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Back To Weather School

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I know it’s summer and school is out for most people, but for us it is time to get back to weather school. Before I do that I just need to touch on one question that I am hearing more and more of so far this summer – “So where is this so-called global warming?”

To answer this I just have to emphasize one word – global! It’s not “Western Canada” warming, its global warming. Head up to Alaska were they have been breaking daily records for daytime highs. Even better, check out Pond Inlet up on the northern tip of Baffin Island. Just the other day they broke an all-time record high when they hit 22.3 C. That means that they have never, during the years of record-keeping, recorded a temperature that warm. In fact, this is only the sixth time they have recorded a temperature over 20 C since 1923 (note: they are missing weather data between 1960 and 1975).

OK, enough on that, it’s back to school time.

It has been a while since our last official weather school class. We took a break and looked at thunderstorms, and in between we complained about the lousy weather we have been having so far this year. So to jog your memories here is where we left off – exploring angular momentum.

The formula for calculating angular momentum is: A = mvr where: m equals mass, v equals velocity, and r = radial distance. The mass we are talking about is the mass of the air which we will take as basically remaining constant no matter where we are. Velocity is how fast the air will be moving, and radial distance is the distance between the parcel of air and Earth’s rotational axis. It is this final part of the equation that helps to explain why we have strong upper atmospheric winds.


If you remember our lesson on the general flow of our atmosphere you will remember that air rises at the equator and then flows northward in the upper atmosphere. As this air moves northward it needs to conserve its angular momentum. That is, our value for A in our equation wants to stay the same. The mass of the air will also remain the same but the radial distance is decreasing. So in order for A to remain the same something will have to happen with the velocity – it will increase. For example, if we say all the values in this formula are equal to one then it would look something like this: 1 = 1 x 1 x 1. Now if we cut the radial distance in half it would look like this: 0.5 = 1 x 1 x 0.5. Our angular momentum has not remained constant and we pointed out that the air needs to conserve its angular momentum as it moves northwards.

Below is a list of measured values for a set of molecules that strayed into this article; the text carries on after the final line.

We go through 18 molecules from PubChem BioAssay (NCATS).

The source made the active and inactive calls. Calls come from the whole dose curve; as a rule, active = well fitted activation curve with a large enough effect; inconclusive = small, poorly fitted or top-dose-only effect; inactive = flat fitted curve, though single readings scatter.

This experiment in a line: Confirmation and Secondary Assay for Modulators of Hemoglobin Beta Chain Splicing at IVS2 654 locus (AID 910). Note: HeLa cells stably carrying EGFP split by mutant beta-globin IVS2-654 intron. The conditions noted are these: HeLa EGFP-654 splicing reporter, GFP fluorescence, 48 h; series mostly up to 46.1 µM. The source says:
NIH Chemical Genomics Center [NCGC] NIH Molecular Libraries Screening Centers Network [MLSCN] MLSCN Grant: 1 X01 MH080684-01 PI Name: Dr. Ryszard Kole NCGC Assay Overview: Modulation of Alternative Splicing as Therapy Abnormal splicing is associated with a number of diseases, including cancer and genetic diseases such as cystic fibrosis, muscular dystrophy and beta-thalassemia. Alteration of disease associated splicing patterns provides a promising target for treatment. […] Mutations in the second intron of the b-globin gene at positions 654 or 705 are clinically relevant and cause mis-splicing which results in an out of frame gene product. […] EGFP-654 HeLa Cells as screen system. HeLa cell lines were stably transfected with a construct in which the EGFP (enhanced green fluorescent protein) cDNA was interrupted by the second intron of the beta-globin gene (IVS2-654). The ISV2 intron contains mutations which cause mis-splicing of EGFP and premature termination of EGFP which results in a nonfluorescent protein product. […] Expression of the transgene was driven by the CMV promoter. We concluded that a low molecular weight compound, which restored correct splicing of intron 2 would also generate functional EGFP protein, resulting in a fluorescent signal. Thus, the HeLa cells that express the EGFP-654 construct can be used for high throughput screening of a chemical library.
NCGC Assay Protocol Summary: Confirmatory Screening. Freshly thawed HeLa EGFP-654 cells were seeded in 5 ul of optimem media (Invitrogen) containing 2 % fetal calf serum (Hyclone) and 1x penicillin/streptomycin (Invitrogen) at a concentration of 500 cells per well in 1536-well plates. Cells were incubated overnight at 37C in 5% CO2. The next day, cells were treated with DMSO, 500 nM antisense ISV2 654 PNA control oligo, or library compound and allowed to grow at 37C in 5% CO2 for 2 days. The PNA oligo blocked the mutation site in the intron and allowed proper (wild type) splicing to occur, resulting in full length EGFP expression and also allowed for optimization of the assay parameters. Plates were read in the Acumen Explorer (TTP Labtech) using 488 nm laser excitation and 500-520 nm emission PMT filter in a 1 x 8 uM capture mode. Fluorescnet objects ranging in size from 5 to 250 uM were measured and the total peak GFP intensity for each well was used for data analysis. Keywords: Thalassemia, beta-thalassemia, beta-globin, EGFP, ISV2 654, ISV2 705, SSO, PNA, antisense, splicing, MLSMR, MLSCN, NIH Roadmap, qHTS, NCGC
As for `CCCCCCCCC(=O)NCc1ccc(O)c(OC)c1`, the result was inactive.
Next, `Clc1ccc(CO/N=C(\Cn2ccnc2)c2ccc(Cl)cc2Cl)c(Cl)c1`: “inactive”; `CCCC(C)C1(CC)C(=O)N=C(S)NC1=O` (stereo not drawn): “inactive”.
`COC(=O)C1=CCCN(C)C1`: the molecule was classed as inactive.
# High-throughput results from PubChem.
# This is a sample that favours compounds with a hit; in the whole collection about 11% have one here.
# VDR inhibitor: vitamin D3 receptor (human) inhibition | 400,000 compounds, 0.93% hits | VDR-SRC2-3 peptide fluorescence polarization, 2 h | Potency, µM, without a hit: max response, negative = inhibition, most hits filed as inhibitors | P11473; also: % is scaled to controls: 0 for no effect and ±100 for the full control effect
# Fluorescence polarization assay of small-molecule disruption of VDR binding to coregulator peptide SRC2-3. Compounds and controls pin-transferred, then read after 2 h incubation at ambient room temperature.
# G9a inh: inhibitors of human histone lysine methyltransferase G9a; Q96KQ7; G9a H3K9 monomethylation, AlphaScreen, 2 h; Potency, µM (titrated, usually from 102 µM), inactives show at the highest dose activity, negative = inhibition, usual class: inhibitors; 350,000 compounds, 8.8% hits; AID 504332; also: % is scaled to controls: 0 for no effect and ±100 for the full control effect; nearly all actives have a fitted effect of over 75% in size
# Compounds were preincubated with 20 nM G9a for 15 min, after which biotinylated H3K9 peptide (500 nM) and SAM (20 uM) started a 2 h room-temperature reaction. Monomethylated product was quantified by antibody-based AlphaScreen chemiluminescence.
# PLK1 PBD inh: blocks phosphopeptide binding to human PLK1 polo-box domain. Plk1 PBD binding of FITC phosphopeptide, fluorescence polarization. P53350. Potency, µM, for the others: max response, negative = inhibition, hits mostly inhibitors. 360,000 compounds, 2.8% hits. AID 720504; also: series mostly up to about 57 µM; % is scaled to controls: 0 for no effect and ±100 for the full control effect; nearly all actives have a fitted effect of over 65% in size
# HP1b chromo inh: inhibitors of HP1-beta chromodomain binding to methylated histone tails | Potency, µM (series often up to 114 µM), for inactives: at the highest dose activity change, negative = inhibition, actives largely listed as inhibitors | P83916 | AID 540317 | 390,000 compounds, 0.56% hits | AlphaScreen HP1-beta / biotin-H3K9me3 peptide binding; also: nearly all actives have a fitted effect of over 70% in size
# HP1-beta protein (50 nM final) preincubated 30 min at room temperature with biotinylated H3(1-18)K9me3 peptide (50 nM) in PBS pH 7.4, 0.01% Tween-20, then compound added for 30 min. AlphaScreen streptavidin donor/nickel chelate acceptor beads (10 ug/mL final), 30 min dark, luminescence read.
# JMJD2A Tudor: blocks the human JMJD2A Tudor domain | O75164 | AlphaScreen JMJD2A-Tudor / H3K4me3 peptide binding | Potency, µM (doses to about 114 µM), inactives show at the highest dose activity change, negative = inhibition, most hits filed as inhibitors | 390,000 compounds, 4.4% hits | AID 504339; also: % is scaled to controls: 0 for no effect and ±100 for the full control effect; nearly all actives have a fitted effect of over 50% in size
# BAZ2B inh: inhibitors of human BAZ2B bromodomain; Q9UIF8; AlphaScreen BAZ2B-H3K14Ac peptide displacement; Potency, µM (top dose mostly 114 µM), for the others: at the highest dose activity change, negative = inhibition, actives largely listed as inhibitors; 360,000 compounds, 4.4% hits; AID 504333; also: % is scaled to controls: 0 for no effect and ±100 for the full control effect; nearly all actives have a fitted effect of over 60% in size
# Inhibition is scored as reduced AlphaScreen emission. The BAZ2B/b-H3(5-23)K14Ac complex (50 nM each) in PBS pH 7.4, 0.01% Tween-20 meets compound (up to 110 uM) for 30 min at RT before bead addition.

So, in order for the air to conserve its angular momentum (A to equal 1 in our example) we need to change one of the two remaining values in our formula (mass or velocity). Since the mass of the air does not change that only leaves velocity. So we have to change our velocity to two, or double it for our angular momentum to stay the same (1 = 1 x 2 x 0.5).


Now how’s that for jumping back into weather school – yikes! This whole idea of conservation of angular momentum helps to explain why we can have these really strong upper atmospheric winds but this alone does not result in a jet stream.

Jet streams form along the boundaries between warm and cold air. Along these boundaries we have a sharp contrast in temperatures, and this results in a rapid change in pressure. This rapid change in pressure sets up a steep pressure gradient, which allows the already-strong upper level winds to intensify into a jet stream.

Within the jet stream we can see wind speeds as high as 300-400 kph but typically they are between 100 and 200 kph. Two main jet streams usually form – the polar jet and the subtropical jet. Here in our part of the world we deal mostly with the polar jet. Since these jet streams are partly the result of strong temperature contrasts, the polar jet tends to be strongest in the winter and weakest in the summer. If the polar jet is to our north, then we are in warm air and if it dives to our south we are in cold air (which seems to be happening too much this year).

Well, I have to wrap it up here. Our next topic of discussion will be clouds and cloud classification.

About the author

AF Contributor

Daniel Bezte

Daniel Bezte is a teacher by profession with a BA (Hon.) in geography, specializing in climatology, from the University of Winnipeg. He operates a computerized weather station near Birds Hill Park, Manitoba.



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